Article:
• Martin Luther King Jr. articulated this as a dream where people would be judged by the “content of their character” rather than the “color of their skin.”

  • Some modern critics argue meritocracy itself is flawed because opportunities and life chances are not equal from the start due to factors like racial inequalities in education, healthcare, etc.

  • They believe people should be judged and opportunities allocated based on group identity and characteristics like race rather than solely on individual merit or achievement.

  • Supporters of meritocracy argue it provides incentives for hard work and rewards those without privilege the most by allowing them to rise based on talent alone.

  • Reasonable people can disagree on where and how much diversity and merit should factor into decisions like university admissions, job hiring, etc. as the appropriate balance may vary in different contexts.

  • Taking opposition to meritocracy too far, like wanting to abolish grades entirely, risks undermining incentives for achievement and hard work.

  • Cancel culture’s attacks on individuals and ideologies based on identity rather than the content or ideas themselves poses a threat to constitutional values like due process and free expression.

  • Some woke and progressive circles see the existence of Israel as the nation-state of the Jewish people as incompatible with their values due to perceptions of Zionism as “white privilege.” Critics argue a single bi-national state is needed instead of two separate nation-states.

  • Prominent commentator Peter Beinart has called for canceling Israel as a Jewish nation-state and replacing it with a single bi-national, bi-religious state encompassing Israel, West Bank and Gaza. However, such binational states have historically failed due to ethnic/religious conflicts, as seen in Yugoslavia, Lebanon etc.

  • A binational state risks becoming dominated by the Arab Muslim majority, threatening the security and rights of the Jewish minority. This was the very threat Zionism aimed to address. Critics argue Beinart ignores lessons of history in recommending scrapping Israel as a homeland.

  • Previous peace offers involving two states have been rejected by Palestinian leadership. Beinart’s view rejects democratic preferences of Israelis and Palestinians and favors extremist positions on both sides.

  • Cancelling Israel would undo decades of work establishing a nation-state as refuge for the Jewish people after centuries of persecution. Israel has contributed greatly to society despite facing immense security threats.

  • The Black Lives Matter organization’s platform singled out Israel by accusing it of genocide and apartheid against Palestinians. It did not level these accusations against countries with demonstrably worse human rights records, like Syria, Saudi Arabia, Iran, China, Turkey, etc.

  • Singling out Israel in this way can only be explained as blatant hatred of Jews and their nation-state. Criticism of Israel alone and out of proportion is anti-Semitic.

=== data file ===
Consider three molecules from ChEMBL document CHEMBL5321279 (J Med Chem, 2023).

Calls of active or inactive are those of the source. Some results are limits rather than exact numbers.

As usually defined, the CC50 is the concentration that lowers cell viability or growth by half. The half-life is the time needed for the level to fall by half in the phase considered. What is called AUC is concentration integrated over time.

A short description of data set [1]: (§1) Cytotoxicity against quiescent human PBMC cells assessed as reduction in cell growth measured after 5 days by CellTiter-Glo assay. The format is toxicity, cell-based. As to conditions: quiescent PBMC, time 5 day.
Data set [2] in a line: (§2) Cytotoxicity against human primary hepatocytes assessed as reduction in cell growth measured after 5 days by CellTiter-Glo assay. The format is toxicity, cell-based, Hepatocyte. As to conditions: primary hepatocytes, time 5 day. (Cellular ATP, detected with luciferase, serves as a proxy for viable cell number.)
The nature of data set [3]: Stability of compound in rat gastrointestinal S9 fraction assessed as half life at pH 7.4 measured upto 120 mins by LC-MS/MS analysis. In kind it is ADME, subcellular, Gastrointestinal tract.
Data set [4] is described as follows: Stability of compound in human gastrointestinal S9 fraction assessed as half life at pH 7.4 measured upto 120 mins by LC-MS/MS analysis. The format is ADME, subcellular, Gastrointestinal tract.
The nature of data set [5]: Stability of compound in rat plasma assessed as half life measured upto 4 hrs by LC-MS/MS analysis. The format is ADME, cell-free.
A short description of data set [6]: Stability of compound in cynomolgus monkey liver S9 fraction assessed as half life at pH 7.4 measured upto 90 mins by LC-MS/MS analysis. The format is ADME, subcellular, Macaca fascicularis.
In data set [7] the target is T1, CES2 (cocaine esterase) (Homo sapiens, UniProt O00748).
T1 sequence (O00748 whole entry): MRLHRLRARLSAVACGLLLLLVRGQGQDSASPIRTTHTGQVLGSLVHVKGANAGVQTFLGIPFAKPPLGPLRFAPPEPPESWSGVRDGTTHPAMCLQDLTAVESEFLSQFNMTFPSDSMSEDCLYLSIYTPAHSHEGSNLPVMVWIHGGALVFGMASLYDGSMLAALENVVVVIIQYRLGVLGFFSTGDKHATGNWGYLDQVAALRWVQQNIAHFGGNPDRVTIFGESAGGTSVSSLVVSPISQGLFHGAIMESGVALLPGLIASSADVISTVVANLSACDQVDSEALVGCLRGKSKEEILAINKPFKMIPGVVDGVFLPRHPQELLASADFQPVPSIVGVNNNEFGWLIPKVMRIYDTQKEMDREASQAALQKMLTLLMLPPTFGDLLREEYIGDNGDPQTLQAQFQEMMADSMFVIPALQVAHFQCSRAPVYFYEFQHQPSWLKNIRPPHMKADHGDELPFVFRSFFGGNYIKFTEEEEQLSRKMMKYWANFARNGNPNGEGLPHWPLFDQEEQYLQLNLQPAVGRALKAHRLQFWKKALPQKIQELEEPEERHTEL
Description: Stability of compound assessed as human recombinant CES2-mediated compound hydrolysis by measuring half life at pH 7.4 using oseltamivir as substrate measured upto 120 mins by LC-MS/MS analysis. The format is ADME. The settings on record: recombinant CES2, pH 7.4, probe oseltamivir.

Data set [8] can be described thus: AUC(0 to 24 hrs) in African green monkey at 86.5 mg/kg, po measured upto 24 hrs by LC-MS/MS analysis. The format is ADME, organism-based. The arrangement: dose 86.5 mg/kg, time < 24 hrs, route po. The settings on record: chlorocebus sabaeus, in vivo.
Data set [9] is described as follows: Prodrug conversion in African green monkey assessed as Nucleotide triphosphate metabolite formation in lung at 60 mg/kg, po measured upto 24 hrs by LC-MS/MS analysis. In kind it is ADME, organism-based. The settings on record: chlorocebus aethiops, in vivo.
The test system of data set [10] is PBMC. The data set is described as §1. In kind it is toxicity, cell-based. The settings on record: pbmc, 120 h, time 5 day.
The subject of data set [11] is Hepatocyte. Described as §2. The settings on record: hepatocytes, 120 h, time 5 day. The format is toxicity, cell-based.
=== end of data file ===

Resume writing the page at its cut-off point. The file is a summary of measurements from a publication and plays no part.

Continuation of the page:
• The platform falsely accused Israel of “genocide” against Palestinians. But Israel’s actions in self-defense have resulted in fewer Palestinian deaths over many decades than other Middle Eastern conflicts. Using the term “genocide” inaccurately to condemn Israel’s actions is anti-Semitic.

  • While criticism of Israel is acceptable, the singling out and false accusations in the BLM platform cross a line into anti-Semitism. Supporters of BLM should demand removal of this part of the platform, which does not represent the views of all in the movement.

  • In summary, the author argues the accusations against Israel alone in the BLM platform constitute anti-Semitism, not just anti-Zionism, and should be removed.

  • The author uses a hypothetical scenario to argue that if an environmental or human rights group only condemned the imaginary “singular Black nation” and ignored other countries, it would rightly be seen as racist.

  • He argues that Black Lives Matter’s platform singling out Israel for condemnation amounts to the same kind of unfair double standard based on identity (in this case, religion/ethnicity rather than race).

  • While criticism of Israel is fair when using the same standards as other countries, BLM’s platform only condemns Israel and promotes “genocide” claims, which the author says are factually incorrect and amount to an anti-Semitic “blood libel.”

  • The author fears this platform could endanger Israel and Jews if its claims are widely believed. He urges BLM to remove these claims to maintain credibility and not promote racism.

  • The author expresses concern some protests have exploited Floyd’s death to make unfair anti-Israel claims, and says all sides must condemn police brutality as well as anti-Semitism. Silence in the face of injustice and bigotry is not an option.

The passage calls for continued pursuit of justice in the face of racial injustice, noting that achieving justice is an ongoing process and should never be considered complete. It argues against cancel culture’s violation of due process and biblical norms of fairness.

The Bible portion from the author’s bar mitzvah emphasizes pursuing justice diligently and without partiality. False witnesses should face punishment. This supports investigating accusations fairly rather than presuming guilt based on identity.

The author will keep working to expose injustice, including false accusations. They are confident truth and justice will prevail in their own case. However, the call to action is that more broadly, society must uphold due process as required by both the Constitution and biblical principles. Judges, prosecutors and the public should inquire diligently into facts and evidence rather than presuming guilt or innocence based on identity alone.

  • The author would get vaccinated against COVID-19 if a safe and effective vaccine is developed, based on past success of vaccines like the polio vaccine.